History: MPs who have shaped Newham
PUBLISHED: 12:00 17 May 2015
Following Labour’s victory in the election, we look back at some of the party’s influential MPs in the borough.
Last Thursday, Newham residents voted for long-reigning Labour MPs Lyn Brown and Stephen Timms to retain their parliamentary seats for West Ham and East Ham respectively.
But looking back on the political history of the borough, some may think their seats were always safe.
Since 1945, East Ham and West Ham have had complete and unbroken Labour representation in parliament.
The borough’s first Labour member was Keir Hardie, who was elected to represent South West Ham in July 1892.
His efforts had started two years before his election when he addressed a Silvertown meeting. It was there he said that unless working men formed a party that belonged to neither the Conservatives or the Liberals, they would continue to be the “playthings” of the two parties.
He was considered a controversial figure at the time. In the 19th century it was traditional for MPs to wear top hats but he entered Parliament wearing a cloth cap and tweed suit.
He created uproar in the Commons and was condemned by the press when he made a speech attacking the privileges of the monarchy.
He believed that people earning more than £1,000 a year should pay a higher rate of income tax to provide pensions and free schooling for the working class.
He also campaigned for the abololition of the House of Lords and was a supporter of the women’s suffrage movement, lobbying for women to be given the vote.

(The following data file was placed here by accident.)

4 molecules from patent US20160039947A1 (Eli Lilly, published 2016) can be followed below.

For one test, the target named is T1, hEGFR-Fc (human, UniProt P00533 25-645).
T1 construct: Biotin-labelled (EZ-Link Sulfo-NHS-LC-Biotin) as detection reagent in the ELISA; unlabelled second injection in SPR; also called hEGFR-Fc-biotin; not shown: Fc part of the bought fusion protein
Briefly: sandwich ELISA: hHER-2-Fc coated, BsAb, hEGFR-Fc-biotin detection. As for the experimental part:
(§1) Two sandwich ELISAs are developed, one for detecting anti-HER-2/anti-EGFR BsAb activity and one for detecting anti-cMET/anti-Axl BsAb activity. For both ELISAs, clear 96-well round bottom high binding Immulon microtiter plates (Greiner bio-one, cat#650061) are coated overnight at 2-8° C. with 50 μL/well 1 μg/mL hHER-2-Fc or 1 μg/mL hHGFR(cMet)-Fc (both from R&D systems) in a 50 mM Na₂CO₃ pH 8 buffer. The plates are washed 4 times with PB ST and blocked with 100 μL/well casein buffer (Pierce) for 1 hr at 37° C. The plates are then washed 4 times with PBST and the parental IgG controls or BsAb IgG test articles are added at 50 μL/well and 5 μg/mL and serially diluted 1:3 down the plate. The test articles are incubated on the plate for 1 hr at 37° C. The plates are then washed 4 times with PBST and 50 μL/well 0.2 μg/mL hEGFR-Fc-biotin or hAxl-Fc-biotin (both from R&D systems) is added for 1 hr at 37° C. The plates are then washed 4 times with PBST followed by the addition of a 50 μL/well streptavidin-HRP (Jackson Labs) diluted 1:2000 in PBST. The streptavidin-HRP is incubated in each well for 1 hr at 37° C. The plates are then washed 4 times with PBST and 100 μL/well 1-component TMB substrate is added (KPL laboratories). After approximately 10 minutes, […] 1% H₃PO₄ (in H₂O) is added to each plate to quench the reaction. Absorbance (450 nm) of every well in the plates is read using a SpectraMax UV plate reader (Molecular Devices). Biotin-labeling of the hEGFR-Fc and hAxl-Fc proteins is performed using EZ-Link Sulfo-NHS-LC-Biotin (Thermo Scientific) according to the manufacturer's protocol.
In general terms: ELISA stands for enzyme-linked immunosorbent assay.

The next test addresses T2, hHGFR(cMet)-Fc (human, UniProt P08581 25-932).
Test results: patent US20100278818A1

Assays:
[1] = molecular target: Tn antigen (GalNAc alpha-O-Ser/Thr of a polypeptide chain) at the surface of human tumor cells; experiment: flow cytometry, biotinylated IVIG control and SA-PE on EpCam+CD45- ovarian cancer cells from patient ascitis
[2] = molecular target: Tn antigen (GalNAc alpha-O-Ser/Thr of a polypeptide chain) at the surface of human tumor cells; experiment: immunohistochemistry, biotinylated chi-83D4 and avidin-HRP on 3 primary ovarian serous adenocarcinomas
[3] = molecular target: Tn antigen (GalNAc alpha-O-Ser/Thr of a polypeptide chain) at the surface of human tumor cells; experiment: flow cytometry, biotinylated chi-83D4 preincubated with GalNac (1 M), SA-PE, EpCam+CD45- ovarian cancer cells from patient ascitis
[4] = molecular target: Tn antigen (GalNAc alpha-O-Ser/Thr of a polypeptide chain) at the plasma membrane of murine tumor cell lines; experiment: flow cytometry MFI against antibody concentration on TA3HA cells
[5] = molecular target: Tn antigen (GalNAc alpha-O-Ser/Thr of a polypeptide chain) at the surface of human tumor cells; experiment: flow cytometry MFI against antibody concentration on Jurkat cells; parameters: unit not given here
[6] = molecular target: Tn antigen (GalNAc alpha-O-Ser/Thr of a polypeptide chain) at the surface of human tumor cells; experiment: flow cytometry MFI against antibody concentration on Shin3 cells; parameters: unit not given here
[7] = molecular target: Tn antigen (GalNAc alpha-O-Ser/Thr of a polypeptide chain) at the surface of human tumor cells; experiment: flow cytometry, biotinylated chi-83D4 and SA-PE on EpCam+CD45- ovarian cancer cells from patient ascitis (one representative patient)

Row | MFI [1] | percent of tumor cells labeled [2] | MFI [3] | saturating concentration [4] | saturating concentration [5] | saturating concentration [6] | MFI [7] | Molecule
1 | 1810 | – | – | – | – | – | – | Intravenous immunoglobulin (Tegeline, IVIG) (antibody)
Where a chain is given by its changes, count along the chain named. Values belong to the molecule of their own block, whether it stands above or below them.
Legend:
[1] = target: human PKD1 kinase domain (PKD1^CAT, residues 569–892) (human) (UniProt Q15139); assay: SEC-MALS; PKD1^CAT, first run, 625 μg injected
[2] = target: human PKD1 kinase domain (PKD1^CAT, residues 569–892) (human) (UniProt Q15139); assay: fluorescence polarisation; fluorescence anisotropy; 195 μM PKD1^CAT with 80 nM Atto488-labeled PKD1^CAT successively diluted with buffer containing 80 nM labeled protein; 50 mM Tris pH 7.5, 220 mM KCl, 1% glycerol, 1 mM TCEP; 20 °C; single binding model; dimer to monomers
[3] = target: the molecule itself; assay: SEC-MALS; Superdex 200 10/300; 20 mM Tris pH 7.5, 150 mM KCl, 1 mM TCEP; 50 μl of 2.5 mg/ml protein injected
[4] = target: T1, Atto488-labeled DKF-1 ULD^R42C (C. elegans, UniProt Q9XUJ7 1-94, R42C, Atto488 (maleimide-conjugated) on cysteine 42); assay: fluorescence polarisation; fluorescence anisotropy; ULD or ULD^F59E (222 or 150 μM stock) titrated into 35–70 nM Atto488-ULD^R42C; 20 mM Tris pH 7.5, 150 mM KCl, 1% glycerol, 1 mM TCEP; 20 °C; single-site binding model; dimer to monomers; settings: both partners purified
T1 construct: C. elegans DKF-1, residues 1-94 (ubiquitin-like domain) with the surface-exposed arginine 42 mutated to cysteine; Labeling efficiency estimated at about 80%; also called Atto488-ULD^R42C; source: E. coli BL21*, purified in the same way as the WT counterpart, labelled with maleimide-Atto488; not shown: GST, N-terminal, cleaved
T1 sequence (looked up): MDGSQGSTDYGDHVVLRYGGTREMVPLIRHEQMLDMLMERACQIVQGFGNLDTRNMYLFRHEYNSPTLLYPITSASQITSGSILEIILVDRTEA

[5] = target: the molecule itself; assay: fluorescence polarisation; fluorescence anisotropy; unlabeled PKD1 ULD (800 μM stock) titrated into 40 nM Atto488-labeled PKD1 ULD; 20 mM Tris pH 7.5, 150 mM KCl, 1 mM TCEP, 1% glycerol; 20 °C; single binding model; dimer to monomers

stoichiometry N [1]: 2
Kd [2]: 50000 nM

In 1893, he helped to set up the Independent Labour Party and was elected its chairman.
Will Thorne became the second Labour MP for South West Ham in 1906. The south of West Ham has been held by Labour ever since.
In 1899, Thorne helped to establish the National Union of Gasworkers and General Labourers.
As general secretary of the union he successfully led the negotiations to reduce members’ working day from 12 to eight hours, which inspired other unions to pursue better pay and conditions.
In 1923, Susan Lawrence entered parliament as one of the first Labour women MPs. She represented East Ham North.
She had spent the First World War working to improve the conditions of women factory workers.
She was also the first Labour woman member of the London County Council (LCC).
A member of the Poplar Council, in 1921 she went to prison for refusing to impose an LCC rate.
However this protest against the heavy burden of rates, particularly the poor rate, led to the government passing a law to equalise Poor Law rates.
Cambridge-educated and an outstanding mathematician, Lawrence gave the then minister of health, Neville Chamberlain, a telling-off in 1928 when he got his sums wrong while presenting a measure on local government finance.
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